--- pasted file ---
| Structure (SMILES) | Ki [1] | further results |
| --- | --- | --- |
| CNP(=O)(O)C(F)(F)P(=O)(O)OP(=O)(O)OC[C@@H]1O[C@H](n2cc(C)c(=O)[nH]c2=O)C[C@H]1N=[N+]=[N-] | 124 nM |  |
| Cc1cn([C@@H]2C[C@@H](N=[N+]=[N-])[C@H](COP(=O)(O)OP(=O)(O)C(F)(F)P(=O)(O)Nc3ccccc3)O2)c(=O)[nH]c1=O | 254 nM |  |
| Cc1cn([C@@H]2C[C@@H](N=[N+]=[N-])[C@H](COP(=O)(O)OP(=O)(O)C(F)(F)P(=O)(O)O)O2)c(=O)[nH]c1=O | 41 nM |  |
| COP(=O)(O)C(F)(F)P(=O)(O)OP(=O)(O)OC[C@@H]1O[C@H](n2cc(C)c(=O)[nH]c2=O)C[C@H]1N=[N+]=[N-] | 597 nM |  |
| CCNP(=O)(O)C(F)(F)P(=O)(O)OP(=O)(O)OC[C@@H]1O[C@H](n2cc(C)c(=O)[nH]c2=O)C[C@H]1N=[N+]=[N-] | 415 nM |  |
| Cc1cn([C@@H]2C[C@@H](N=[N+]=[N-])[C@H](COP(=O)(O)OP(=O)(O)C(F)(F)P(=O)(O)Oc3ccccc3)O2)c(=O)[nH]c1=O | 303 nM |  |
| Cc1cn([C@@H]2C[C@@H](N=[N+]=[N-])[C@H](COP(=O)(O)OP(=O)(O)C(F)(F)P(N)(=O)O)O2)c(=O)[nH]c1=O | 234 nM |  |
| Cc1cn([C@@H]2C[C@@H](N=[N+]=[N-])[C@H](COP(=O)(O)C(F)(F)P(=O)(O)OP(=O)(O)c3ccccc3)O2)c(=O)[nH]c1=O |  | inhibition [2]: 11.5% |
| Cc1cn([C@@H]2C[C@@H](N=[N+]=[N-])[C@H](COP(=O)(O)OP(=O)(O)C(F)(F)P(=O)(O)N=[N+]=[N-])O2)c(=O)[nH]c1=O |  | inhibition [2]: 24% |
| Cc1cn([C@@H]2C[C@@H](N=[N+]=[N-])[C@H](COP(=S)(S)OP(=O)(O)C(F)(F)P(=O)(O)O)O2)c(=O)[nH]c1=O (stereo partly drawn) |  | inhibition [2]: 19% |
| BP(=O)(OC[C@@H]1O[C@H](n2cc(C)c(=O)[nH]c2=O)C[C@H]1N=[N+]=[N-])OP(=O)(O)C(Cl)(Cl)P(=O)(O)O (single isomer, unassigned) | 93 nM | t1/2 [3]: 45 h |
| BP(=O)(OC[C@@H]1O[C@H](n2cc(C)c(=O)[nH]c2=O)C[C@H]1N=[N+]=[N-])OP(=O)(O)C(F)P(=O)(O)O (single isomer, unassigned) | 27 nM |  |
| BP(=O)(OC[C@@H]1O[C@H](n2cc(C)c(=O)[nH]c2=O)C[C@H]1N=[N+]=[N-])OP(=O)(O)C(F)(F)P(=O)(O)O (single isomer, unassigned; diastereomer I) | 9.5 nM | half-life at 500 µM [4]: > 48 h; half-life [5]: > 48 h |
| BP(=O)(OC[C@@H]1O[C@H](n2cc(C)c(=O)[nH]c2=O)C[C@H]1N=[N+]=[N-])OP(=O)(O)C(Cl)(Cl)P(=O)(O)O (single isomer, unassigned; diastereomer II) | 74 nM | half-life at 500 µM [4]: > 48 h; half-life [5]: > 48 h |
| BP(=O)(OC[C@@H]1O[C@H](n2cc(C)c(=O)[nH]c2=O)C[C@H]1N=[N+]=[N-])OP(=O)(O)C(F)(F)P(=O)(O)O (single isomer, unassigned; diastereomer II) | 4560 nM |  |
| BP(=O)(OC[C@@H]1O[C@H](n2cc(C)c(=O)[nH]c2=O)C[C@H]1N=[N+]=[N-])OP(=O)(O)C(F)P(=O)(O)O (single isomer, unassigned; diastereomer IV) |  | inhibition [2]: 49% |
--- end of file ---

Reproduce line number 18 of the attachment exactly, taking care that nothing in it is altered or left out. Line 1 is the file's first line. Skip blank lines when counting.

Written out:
| BP(=O)(OC[C@@H]1O[C@H](n2cc(C)c(=O)[nH]c2=O)C[C@H]1N=[N+]=[N-])OP(=O)(O)C(F)P(=O)(O)O (single isomer, unassigned; diastereomer IV) |  | inhibition [2]: 49% |